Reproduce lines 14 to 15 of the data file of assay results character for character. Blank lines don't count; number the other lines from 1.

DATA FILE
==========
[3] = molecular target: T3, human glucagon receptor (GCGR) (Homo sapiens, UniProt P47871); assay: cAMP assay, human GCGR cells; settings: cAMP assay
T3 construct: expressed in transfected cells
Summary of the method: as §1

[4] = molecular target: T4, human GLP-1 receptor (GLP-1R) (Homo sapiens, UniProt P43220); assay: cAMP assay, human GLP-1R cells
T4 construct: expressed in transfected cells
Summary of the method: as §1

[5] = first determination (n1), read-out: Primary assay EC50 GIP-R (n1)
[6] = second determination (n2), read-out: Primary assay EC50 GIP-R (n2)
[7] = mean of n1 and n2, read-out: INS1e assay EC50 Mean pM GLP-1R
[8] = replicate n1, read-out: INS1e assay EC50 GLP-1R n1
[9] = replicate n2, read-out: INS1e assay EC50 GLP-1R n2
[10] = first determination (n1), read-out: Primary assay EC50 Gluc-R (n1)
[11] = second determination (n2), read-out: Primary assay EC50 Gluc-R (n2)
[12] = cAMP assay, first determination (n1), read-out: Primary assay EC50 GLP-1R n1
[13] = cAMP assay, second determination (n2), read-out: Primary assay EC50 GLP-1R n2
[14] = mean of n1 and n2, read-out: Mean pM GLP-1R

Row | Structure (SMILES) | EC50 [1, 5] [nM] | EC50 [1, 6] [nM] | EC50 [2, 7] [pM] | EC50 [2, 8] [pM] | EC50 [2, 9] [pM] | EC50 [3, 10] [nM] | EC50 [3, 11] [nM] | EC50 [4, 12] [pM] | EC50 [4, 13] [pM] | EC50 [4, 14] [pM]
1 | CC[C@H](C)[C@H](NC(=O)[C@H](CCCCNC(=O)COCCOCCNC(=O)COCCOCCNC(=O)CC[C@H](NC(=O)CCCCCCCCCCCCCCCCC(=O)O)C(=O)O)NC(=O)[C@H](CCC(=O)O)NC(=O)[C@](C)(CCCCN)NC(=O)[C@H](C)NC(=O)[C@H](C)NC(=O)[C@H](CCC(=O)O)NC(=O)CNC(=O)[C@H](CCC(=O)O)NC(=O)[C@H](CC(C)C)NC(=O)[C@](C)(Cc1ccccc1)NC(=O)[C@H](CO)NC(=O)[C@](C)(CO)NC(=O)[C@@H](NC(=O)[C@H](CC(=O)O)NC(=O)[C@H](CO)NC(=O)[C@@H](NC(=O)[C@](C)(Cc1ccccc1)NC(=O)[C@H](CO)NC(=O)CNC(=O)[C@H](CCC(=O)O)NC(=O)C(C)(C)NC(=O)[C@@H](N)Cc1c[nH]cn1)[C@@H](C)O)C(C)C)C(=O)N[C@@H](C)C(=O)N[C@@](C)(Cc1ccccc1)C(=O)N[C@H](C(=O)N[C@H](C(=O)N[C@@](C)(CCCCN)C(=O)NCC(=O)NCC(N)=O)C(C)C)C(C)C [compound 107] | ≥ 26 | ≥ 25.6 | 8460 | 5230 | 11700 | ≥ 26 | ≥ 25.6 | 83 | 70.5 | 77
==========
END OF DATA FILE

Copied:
[12] = cAMP assay, first determination (n1), read-out: Primary assay EC50 GLP-1R n1
[13] = cAMP assay, second determination (n2), read-out: Primary assay EC50 GLP-1R n2